Cal's starting cornerbacks are No.2, sophomore Marc Anthony, and a name that's somewhat familiar to Bruin fans who follow recruiting, now-senior No.26 Darian Hagan. The safeties are No.17 Chris Conte and No. 23 Josh Hill.
That unit was pretty chewed up in Nevada; it will be looking to redeem itself big-time against UCLA. At the very same time, of course, the Bruins' rediscovered ability to mount an offense will be on display as well, the Bruins looking to ride the Pistol-generated running attack and to use it to open some opportunities to continue to improve their passing game to keep moving the chains, confining the Bears' own potent offense to the bench for a majority of the game.
Interestingly, UCLA ranks third in the Pac 10 in terms of rushing offense, averaging 218 a game on the ground alone, while Cal ranks third in the Pac 10 in total defense, allowing 282.5 yards a game in total offense.
The reverse match-up raises just about as many questions after the first third of the season.
After getting off to at best a stuttering start on defense (helped not at all by the offense's inability to maintain possession and give the defense some rest), UCLA's defense emerged against a couple vaunted spread attacks, dismantling both Houston and Texas before stuttering - again - and taking a significant step backward against Washington State last weekend in the Rose Bowl. The struggles of the defensive secondary in that game stood out. Another factor was Coach Paul Wulff's preparations to try to control UCLA star Akeem Ayers who took Texas seemingly completely by surprise the week before.
Cal presents some weapons highly enough thought of to have raised expectations on how the Bears would do this year to the upper half of the Pac 10. It starts with senior quarterback No.13 Kevin Riley (6-2, 224) and very talented. Riley stands fifth in the Pac 10 at this point in passing efficiency.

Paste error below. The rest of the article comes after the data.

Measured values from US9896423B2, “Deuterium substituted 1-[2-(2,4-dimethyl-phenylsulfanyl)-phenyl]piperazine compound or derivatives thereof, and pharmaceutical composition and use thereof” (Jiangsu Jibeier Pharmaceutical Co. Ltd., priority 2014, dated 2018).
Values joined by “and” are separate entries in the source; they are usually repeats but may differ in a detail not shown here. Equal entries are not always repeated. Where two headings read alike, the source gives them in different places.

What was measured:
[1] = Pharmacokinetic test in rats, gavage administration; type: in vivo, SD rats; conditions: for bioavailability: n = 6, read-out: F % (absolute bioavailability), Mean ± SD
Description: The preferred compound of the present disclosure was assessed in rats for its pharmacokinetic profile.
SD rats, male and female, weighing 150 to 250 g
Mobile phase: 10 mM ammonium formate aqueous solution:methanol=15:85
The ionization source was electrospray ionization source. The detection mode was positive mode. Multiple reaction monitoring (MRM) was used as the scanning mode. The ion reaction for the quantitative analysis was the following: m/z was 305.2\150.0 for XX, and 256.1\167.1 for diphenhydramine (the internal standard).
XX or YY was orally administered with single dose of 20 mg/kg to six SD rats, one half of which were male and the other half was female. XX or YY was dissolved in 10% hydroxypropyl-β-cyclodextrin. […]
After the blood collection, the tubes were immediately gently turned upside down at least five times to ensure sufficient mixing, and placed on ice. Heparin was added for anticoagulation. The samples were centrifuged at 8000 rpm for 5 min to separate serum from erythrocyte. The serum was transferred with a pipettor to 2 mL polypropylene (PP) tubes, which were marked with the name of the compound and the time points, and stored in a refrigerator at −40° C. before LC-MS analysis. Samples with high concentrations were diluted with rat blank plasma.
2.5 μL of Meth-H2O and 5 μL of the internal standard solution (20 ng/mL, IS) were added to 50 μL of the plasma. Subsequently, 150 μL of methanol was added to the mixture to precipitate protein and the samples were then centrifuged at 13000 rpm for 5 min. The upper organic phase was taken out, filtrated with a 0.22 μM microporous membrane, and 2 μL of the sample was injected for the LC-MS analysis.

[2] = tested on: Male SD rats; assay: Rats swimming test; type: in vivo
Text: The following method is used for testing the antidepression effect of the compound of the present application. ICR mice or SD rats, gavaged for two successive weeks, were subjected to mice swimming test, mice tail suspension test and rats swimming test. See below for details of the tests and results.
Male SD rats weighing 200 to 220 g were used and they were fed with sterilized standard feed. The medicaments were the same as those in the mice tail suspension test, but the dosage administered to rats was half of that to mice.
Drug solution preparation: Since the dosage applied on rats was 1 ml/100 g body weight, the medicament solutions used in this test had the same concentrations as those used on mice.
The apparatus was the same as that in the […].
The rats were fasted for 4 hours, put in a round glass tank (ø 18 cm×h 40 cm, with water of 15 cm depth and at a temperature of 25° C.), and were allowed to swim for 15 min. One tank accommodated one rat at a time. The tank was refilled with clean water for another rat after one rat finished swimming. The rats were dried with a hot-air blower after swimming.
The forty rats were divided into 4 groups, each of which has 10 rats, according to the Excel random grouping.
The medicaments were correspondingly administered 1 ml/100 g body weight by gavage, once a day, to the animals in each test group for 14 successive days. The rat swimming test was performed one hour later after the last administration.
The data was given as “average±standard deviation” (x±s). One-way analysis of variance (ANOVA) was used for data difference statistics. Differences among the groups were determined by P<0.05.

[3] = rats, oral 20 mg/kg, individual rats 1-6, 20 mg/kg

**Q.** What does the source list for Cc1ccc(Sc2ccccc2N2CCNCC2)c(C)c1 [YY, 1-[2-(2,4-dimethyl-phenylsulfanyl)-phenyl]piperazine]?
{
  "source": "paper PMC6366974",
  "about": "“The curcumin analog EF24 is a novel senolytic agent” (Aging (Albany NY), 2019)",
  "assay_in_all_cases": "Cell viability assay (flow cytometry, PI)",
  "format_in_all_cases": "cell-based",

Cal's star running back is No.34, 5-10, 204 pound Shane Vereen, who currently stands third in conference stats, trailing only UCLA's Johnathan Franklin and conference-leader - by a significant margin - Oregon's LaMichael James who leads the nation in terms of college football running back power rankings.
A big boost to Cal's offense this week is the return to health of freshman wide receiver No.21 Keenan Allen (6-3, 195) and No.1 junior Marvin Jones (6-2, 200) and tight end No. 80 pound junior Anthony Miller (6-3, 260) complete the starting receiving corps for the Bears.
Cal's offensive line is experienced - only one sophomore and no freshmen starting - but is significantly smaller than is UCLA's OL, with only one player over 300 pounds. We'll have to see if that's something the Bruins can take advantage of to get some penetration from the down four in this game, leaving the linebackers and defensive backs to focus on closing the seams and lanes, maintaining containment on both Riley and Vereen, and trying to step up and get back to the level they played in the Texas game against the Bears' passing attack.
Statistically, the Bears and Bruins both stand pretty much in the mid-range of conference rankings with the Bears generally rated a bit higher than the Bruins in most areas. Having the home field advantage in addition to that has led odds-makers to set the Bears as slightly better than one touchdown favorites.
For the Bruins to turn that around and come out with a victory in the series they lead 49-30-1 (but having lost the last two to UCB), UCLA will have to protect the football at all costs, move it primarily on the ground but take the pressure off the running game by some timely pass completions, and move the chains - and the clock - at the same time. On defense, they will have to get some pressure on Riley and maintain containment on the ends, not allowing Riley or Vereen to get to the outside and down field on them.
It's sibling rivalry time again, this year in Berkeley, California, and both teams' hopes for a successful season are on the line.